I have a comic up on Inkblazers that's on its second volume~ I'm not quite popular enough to make a living off of it, but what I do earn is a significant chunk of my income.
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Posted 8/14/14

ashikai wrote:

The American comics industry in particular has always been really hard to break into. Regardless of what style, or skill level it seems to be more a matter of luck than talent. That said, Japan kind of took a "throwaway" mentality to comics by printing them as cheaply as possible. Their dense population on a small landmass also made distribution a lot easier and far more profitable than it was in the states. It's probably because of this that Japan has such a wide diversity when it comes to comic content.

From what I've seen, the english-comic crowd has really been giving up on the oldskool publishers in regards to publishing original stories in a variety of artworks, and they've been turning to Webcomics instead. It gives them a lot more freedom, and with the help of POD services and Kickstarter, it's possible for authors to print and distribute their own books as well. Kindle notwithstanding.

There are several sites out there right now who are trying to re-define publishing on a digital level and they actually ARE making it possible for english comic authors to become "manga-ka." There's the graphic-novel styled website, Inkblazers, and the webtoon styled site Tapastic. Both have their merits, but Inkblazers is definitely more... traditional? Is that the word? Like, it still feels like reading a comic book and they do Printed copies of their comics and such. Tapastic not so much.

I have a comic up on Inkblazers that's on its second volume~ I'm not quite popular enough to make a living off of it, but what I do earn is a significant chunk of my income. ;)


Would love to read your comic whats the name of it?
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Posted 8/15/14
Why become a mangaka when you can transcend from that?
If you read a pilot manga, one chapter of it is consisted of at least 50 pages.

There's a country, that I won't state the name, that can express their work within less than 4 pages.
Nope. It's not a manhwa or a web toon where one page is long.
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Posted 8/15/14 , edited 8/16/14

Melviniammelvin wrote:
Would love to read your comic whats the name of it?


My comic is http://shamrock.inkblazers.com (Shamrock). The art's weak in a lot of places and my writing has gotten a lot better, but I'm pretty pleased with it so far. I'd be honored if you wanted to take a look at it. ^^a
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Posted 8/16/14 , edited 8/16/14
My guess would be exposure, maybe.

Everybody knows the antiquated distribution methods we have here in America (and probably elsewhere) of manga and anime. Imagine if there were NO indie gaming industry, only the big titles. That would pigeonhole us into only a few game types, and probably heavy recycling.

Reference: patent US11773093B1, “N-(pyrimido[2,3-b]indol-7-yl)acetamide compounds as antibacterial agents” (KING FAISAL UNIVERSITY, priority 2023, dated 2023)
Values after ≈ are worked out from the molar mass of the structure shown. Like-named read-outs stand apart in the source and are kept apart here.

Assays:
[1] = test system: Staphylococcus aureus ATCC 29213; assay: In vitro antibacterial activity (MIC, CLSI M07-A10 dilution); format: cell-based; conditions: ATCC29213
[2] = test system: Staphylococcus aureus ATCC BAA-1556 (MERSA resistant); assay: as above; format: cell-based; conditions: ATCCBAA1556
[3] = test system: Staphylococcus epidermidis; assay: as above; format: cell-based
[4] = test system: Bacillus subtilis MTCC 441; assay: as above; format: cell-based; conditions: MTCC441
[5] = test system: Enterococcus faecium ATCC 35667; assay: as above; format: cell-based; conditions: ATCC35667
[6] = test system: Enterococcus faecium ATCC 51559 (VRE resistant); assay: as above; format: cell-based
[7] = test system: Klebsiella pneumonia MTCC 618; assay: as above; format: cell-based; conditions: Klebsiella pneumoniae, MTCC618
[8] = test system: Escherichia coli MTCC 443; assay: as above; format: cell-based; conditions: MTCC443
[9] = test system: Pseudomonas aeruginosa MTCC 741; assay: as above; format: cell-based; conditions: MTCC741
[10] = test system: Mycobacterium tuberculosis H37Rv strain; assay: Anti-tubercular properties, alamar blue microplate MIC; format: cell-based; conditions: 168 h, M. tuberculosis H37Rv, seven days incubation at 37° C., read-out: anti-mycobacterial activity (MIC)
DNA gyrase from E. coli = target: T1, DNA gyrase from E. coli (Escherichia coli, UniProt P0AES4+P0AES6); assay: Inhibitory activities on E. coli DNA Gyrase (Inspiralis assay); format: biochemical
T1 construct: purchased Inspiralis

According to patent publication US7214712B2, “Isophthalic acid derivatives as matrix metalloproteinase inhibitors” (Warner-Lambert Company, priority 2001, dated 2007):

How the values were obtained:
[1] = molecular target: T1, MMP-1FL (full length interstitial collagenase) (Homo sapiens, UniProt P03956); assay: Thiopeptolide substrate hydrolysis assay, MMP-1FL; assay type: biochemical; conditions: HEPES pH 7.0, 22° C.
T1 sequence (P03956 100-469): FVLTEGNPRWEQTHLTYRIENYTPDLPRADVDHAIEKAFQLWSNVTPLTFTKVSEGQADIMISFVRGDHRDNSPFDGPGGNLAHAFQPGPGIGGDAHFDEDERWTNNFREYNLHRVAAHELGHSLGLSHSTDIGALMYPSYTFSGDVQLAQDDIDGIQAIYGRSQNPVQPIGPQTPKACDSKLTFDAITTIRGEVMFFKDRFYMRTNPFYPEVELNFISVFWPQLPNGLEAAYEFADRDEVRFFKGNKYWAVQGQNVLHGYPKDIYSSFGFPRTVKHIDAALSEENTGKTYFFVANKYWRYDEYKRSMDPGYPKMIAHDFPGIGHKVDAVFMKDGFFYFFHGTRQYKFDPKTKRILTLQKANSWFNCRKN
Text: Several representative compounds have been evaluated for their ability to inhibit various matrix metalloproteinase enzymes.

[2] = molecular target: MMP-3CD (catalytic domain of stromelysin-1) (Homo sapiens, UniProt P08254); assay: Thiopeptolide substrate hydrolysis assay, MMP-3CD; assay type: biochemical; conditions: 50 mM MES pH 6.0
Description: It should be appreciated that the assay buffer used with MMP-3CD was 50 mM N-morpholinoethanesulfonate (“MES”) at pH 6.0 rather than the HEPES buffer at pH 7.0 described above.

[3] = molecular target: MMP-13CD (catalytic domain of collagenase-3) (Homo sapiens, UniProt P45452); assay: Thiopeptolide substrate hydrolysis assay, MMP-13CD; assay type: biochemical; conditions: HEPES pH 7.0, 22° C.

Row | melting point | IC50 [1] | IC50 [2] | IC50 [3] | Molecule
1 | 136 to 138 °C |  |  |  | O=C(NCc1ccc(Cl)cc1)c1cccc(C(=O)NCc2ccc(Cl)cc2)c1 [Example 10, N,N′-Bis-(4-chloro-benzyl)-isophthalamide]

Although I'm sure there are exceptions, we just don't have enough of the stuff from across the pond to see everything that's been done in the genre, and not enough of the stuff we DO get to be authoritative about it.

This is all assuming, of course, how important you feel Japanese culture is to manga, or if it's just an art style. If you've ever read a side-by-side comparison of things we think we know about them, and vice versa, the results are hilarious. If your definition of manga includes a mandatory window into Japanese culture, we're mostly screwed from the start I would think.
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Posted 8/16/14
Because people are blind. Why can't a westerner make a manga or anime?

I'm making one. It'll be hopefully ready around the next 2 years or so. Obviously a lot of work goes into it but I'm going to push through!

(I will be making my own independent anime and manga website, kinda like crunchyroll only all of them will be made by non companies)
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Posted 8/23/14
Here's some good advice for Westerners.

https://www.youtube.com/watch?v=LNleCLXGlx0&index=45&list=WL
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Posted 8/25/14 , edited 8/25/14
Just because someone comes from a different culture, a different country, doesn't mean they can't do something good within another culture. I believe that anyone can be what they want to be. A question came up like this on another website, and I showed the person asking the question a video of a Japanese guy who has become a Yodeller somewhere in Switzerland or something. He's very good at it, in fact, his voice doesn't even sound Japanese. The person that I showed this video to didn't seem very happy about it, thinking I was just giving them a hard time. In all honesty, I wasn't. Only a little, but the majority of it I was serious. Anyways, my point is is that we're all people, so it doesn't matter where we come from. I believe anyone can achieve anything, anywhere.
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Posted 11/26/14 , edited 11/26/14
No offense but I don't think Americans really understand the true values of art. Art is truth and what Manga's demonstrate is true feelings. An artist poor's his soul into creating something that is a reflection on ones heart. You can't simply create art out of thin air. Being a poet and writer myself I always find myself quite off in a different world dreaming about creating life with in a story. Rather that be by poetry or even a narrative.

America I think would be the worst place to even get published, because their concepts of art aren't even truth. They don't even see the true meaning behind the Manga as a story. Any kind of art is only an allusion to that of the human eyes and those who truly seek more than just a entertaining story are the true artists. I think this is why you don't see really any Americans who write good ones. Good example of this can be seen also in the video game industry.